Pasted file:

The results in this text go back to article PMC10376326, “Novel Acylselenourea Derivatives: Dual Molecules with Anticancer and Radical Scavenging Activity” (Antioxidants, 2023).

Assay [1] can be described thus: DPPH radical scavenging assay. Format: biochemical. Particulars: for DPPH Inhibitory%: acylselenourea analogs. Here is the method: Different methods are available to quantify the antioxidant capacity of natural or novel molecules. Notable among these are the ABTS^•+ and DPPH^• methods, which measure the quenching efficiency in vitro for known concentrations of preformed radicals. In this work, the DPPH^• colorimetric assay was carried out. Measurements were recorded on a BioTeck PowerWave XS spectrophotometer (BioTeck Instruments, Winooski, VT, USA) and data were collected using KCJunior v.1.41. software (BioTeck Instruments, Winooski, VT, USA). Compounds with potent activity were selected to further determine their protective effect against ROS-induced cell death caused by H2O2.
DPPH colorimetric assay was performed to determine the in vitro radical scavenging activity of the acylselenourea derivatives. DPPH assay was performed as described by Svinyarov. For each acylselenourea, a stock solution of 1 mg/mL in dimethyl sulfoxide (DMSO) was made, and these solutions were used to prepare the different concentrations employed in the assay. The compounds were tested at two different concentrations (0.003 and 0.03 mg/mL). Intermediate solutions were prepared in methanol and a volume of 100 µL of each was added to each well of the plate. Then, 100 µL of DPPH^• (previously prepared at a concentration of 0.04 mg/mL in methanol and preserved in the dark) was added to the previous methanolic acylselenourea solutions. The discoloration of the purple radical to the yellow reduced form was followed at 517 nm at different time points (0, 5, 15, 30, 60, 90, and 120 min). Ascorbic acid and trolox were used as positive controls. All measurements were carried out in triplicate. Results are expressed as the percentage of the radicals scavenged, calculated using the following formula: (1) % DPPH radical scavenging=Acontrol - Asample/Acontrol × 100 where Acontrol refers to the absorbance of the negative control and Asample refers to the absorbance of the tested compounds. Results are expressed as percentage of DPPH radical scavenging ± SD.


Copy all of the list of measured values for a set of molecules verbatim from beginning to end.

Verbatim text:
The results in this text go back to article PMC10376326, “Novel Acylselenourea Derivatives: Dual Molecules with Anticancer and Radical Scavenging Activity” (Antioxidants, 2023).

Assay [1] can be described thus: DPPH radical scavenging assay. Format: biochemical. Particulars: for DPPH Inhibitory%: acylselenourea analogs. Here is the method: Different methods are available to quantify the antioxidant capacity of natural or novel molecules. Notable among these are the ABTS^•+ and DPPH^• methods, which measure the quenching efficiency in vitro for known concentrations of preformed radicals. In this work, the DPPH^• colorimetric assay was carried out. Measurements were recorded on a BioTeck PowerWave XS spectrophotometer (BioTeck Instruments, Winooski, VT, USA) and data were collected using KCJunior v.1.41. software (BioTeck Instruments, Winooski, VT, USA). Compounds with potent activity were selected to further determine their protective effect against ROS-induced cell death caused by H2O2.
DPPH colorimetric assay was performed to determine the in vitro radical scavenging activity of the acylselenourea derivatives. DPPH assay was performed as described by Svinyarov. For each acylselenourea, a stock solution of 1 mg/mL in dimethyl sulfoxide (DMSO) was made, and these solutions were used to prepare the different concentrations employed in the assay. The compounds were tested at two different concentrations (0.003 and 0.03 mg/mL). Intermediate solutions were prepared in methanol and a volume of 100 µL of each was added to each well of the plate. Then, 100 µL of DPPH^• (previously prepared at a concentration of 0.04 mg/mL in methanol and preserved in the dark) was added to the previous methanolic acylselenourea solutions. The discoloration of the purple radical to the yellow reduced form was followed at 517 nm at different time points (0, 5, 15, 30, 60, 90, and 120 min). Ascorbic acid and trolox were used as positive controls. All measurements were carried out in triplicate. Results are expressed as the percentage of the radicals scavenged, calculated using the following formula: (1) % DPPH radical scavenging=Acontrol - Asample/Acontrol × 100 where Acontrol refers to the absorbance of the negative control and Asample refers to the absorbance of the tested compounds. Results are expressed as percentage of DPPH radical scavenging ± SD.